Helpful Synonyms for All of LinkedIn’s “Most Overused” Words

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Today, LinkedIn released a list of their user’s most overused words for 2014. Apparently, all of the motivated, passionate and creative people on the business networking site are motivated, passionate and creative in exactly the same way. This just won’t do – corporate ninjas and gurus need to be able to differentiate themselves from business-oriented rock stars and wizards. So, just like in college, we turned to to swap out those tired old adjectives for impressive new ones. Please update your resume accordingly:

  1. Motivated: points out that another way to say “motivate” is “sway.” What a pleasant word, “sway,” calling to mind stalks of tall grass wavering gently in the breeze. A word like “sway” will calm and sooth employers, whispering reassurances to them about your capability and softly patting their heads with your drive. If you really want to impress future employers, tell them you are not just “swayed” but “easily swayed.”
  2. Passionate: Passionate is such a great word – it conveys so much desire, so much caring, so much heart. But fortunately, human experience and a few millennia worth of poetry means that we have a gorgeous selection of alternate terms: try “ardent,” romantic,” “wistful,” “amorous,” “aroused,” or even “concupiscent.” By the time they look that last one up, sexual harassment charges will already be filed.
  3. Creative: Ironically, creative is the only word that means “creative.” JK, JK, Silicon Valley was actually built on a foundation of words that are intended to imply inventiveness. You won’t sound overblown at all when you’re applying to an accounting position using words like “visionary” or “ingenious” or “gifted.” also suggested “originative,” which is apparently a real word even though it sounds like something Will Ferrell’s W. would have coined. Use it as much as you can, and if anyone looks at you funny just say, “hey, it’s a real word.”
  4. Driven: Drive isn’t just a movie starring Ryan Gosling -- it’s an important quality in any prospective employee. The important thing when trying to replace the word “driven” is to communicate just how intense your drive truly is. Suggestions include, “obsessed,” “consumed,” “possessed,” and “monomaniacal,” all words that would make for a great LinkedIn headline. Or, use a picture of Ryan Gosling in that scorpion jacket as your profile photo. Your message will be received.
  5. Extensive Experience: Let’s break this down – we’ll need words that mean “extensive” and words that mean “experience.” Suggestions include: “broad struggle,” “major participation,” “sweeping know-how,” and “protracted intimacy.” Do not worry about sounding like a broken translation robot; employers love innovative language. But you already knew that, with all your lengthy forbearance.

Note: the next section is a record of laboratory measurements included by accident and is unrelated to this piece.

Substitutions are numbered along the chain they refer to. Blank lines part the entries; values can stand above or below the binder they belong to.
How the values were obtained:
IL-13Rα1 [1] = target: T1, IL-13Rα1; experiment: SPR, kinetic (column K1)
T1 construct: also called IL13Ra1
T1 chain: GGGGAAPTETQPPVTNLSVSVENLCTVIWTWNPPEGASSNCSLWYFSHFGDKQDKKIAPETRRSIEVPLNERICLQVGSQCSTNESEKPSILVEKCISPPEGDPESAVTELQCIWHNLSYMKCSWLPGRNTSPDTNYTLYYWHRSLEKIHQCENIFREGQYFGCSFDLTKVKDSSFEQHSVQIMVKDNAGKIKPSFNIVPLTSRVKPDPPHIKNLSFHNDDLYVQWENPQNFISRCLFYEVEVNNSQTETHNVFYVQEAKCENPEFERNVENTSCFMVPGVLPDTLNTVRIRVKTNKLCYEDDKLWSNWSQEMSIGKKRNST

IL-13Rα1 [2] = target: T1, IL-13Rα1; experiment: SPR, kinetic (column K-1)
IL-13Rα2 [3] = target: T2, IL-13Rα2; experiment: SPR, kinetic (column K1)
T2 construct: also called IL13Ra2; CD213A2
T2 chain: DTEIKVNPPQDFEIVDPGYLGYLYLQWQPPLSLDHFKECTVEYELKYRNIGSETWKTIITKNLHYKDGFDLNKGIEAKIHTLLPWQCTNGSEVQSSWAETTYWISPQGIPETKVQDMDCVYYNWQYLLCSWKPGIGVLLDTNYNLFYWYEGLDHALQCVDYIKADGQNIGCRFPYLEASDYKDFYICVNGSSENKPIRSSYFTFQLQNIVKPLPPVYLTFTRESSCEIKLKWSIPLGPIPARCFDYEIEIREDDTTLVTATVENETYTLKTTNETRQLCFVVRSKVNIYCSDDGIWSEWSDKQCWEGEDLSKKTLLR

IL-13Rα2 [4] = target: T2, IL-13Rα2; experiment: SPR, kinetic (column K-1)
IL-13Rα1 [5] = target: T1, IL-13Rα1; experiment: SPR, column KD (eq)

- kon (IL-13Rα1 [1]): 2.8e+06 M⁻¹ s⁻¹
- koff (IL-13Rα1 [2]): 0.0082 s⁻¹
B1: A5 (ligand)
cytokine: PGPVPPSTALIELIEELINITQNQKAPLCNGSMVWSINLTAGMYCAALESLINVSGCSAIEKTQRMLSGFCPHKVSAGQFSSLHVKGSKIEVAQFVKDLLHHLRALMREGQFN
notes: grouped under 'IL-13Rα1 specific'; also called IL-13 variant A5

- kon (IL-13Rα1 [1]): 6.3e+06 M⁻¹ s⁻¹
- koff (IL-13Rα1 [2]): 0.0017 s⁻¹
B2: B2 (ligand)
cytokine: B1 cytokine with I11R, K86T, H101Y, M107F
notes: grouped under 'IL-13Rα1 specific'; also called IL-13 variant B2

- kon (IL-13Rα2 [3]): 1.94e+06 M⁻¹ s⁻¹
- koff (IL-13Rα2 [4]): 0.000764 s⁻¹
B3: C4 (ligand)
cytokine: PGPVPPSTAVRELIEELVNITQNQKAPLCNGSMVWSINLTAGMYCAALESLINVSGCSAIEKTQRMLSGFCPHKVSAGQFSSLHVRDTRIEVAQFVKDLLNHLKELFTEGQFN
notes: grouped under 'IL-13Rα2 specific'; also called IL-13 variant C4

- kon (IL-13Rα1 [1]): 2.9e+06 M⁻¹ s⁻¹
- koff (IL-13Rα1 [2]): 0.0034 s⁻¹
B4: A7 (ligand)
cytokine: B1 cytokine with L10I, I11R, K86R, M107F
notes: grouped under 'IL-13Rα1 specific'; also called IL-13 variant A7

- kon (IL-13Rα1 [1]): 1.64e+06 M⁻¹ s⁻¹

6. Responsible: When looking to hire, most companies are seeking candidates who are truly able to handle the powers and obligations of their job. This could mean anything from ordering enough pencils to delegating to underlings to taking the fall for scamming thousands of elderly people of their pension – it depends on the job! So put your willingness to do what it takes right up front. Sub in words like “guilty,” “culpable,” or “liable,” and the right corporation will beat a path to your door.
  7. Strategic: So, here, honestly fails us a little. They suggest words like “vital” or “critical” but those are so vague and unproven. Instead, take a cue from “originative” and just go with “strategery.” You’re hired.
  8. Track record: Showing employers that you have succeeded time and time again is especially valuable to older job-seekers looking to beat out the fresh-out-of-college hoards who are clamoring for jobs. You have been on that track, making records, and you can point to that. Using the same strategery (man, that sketch from 15 years ago is the gift that keeps on giving) as we did with “extensive experience,” suggestions include “path evidence,” “footprint almanac,” “groove transcript,” “rut report,” or “tread testimony.”
  9. Organizational: The very first recommended substitute for “organizational” is “bureaucratic,” so we can stop looking right there. Bringing to mind the efficient lines at the United States Post Office and hassle-free process of trying to renew your driver’s license will tell your boss-to-be that you will be on top of things and easy to work with.
  10. Expert: There are plenty of good words that mean “expert,” and many of them benefit from sounding best when shouted by a 1930’s snake oil salesman – “crackerjack,” “virtuoso,” “slick,” and “big league” will all let people know that you mean srs bizniz. But sometimes we don’t have to tear up the foundation to give the house a modern twist. Simply add an “s,” and watch as job offers pile in. Having the sexpert advantage promises huge opportunity, so jump on this bandwagon before Bob from legal beats you to it.